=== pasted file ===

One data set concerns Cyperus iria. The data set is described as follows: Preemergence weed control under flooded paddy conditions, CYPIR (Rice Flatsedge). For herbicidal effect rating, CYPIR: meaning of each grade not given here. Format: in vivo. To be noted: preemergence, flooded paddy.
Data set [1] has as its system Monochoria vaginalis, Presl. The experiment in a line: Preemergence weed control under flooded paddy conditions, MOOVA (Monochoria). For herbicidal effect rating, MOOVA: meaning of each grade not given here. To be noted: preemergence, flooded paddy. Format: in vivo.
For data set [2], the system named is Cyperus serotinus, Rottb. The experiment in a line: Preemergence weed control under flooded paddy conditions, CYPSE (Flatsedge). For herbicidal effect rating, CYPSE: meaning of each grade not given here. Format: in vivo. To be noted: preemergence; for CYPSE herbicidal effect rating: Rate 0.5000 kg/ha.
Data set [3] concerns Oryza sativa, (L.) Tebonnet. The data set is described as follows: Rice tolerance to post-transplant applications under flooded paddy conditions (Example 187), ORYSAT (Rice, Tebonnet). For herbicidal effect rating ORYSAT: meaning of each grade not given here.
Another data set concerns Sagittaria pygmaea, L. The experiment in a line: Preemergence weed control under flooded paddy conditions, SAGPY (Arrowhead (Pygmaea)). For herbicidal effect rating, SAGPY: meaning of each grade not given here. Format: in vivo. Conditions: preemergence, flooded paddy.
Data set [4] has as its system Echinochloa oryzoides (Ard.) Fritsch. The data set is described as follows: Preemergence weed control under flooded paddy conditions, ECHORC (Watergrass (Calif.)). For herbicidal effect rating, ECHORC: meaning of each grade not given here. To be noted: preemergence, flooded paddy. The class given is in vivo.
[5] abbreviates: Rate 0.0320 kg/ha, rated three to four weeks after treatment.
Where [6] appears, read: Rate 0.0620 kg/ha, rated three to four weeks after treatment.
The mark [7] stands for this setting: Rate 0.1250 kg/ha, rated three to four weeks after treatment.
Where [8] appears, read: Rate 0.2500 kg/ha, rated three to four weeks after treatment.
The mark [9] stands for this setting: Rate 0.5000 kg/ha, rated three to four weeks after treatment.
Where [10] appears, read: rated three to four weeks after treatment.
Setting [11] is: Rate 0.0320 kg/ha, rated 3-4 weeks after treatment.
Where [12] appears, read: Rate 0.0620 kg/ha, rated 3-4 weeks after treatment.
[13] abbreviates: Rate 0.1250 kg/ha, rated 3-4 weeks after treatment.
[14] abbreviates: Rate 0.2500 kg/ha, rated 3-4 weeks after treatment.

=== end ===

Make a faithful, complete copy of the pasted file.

One data set concerns Cyperus iria. The data set is described as follows: Preemergence weed control under flooded paddy conditions, CYPIR (Rice Flatsedge). For herbicidal effect rating, CYPIR: meaning of each grade not given here. Format: in vivo. To be noted: preemergence, flooded paddy.
Data set [1] has as its system Monochoria vaginalis, Presl. The experiment in a line: Preemergence weed control under flooded paddy conditions, MOOVA (Monochoria). For herbicidal effect rating, MOOVA: meaning of each grade not given here. To be noted: preemergence, flooded paddy. Format: in vivo.
For data set [2], the system named is Cyperus serotinus, Rottb. The experiment in a line: Preemergence weed control under flooded paddy conditions, CYPSE (Flatsedge). For herbicidal effect rating, CYPSE: meaning of each grade not given here. Format: in vivo. To be noted: preemergence; for CYPSE herbicidal effect rating: Rate 0.5000 kg/ha.
Data set [3] concerns Oryza sativa, (L.) Tebonnet. The data set is described as follows: Rice tolerance to post-transplant applications under flooded paddy conditions (Example 187), ORYSAT (Rice, Tebonnet). For herbicidal effect rating ORYSAT: meaning of each grade not given here.
Another data set concerns Sagittaria pygmaea, L. The experiment in a line: Preemergence weed control under flooded paddy conditions, SAGPY (Arrowhead (Pygmaea)). For herbicidal effect rating, SAGPY: meaning of each grade not given here. Format: in vivo. Conditions: preemergence, flooded paddy.
Data set [4] has as its system Echinochloa oryzoides (Ard.) Fritsch. The data set is described as follows: Preemergence weed control under flooded paddy conditions, ECHORC (Watergrass (Calif.)). For herbicidal effect rating, ECHORC: meaning of each grade not given here. To be noted: preemergence, flooded paddy. The class given is in vivo.
[5] abbreviates: Rate 0.0320 kg/ha, rated three to four weeks after treatment.
Where [6] appears, read: Rate 0.0620 kg/ha, rated three to four weeks after treatment.
The mark [7] stands for this setting: Rate 0.1250 kg/ha, rated three to four weeks after treatment.
Where [8] appears, read: Rate 0.2500 kg/ha, rated three to four weeks after treatment.
The mark [9] stands for this setting: Rate 0.5000 kg/ha, rated three to four weeks after treatment.
Where [10] appears, read: rated three to four weeks after treatment.
Setting [11] is: Rate 0.0320 kg/ha, rated 3-4 weeks after treatment.
Where [12] appears, read: Rate 0.0620 kg/ha, rated 3-4 weeks after treatment.
[13] abbreviates: Rate 0.1250 kg/ha, rated 3-4 weeks after treatment.
[14] abbreviates: Rate 0.2500 kg/ha, rated 3-4 weeks after treatment.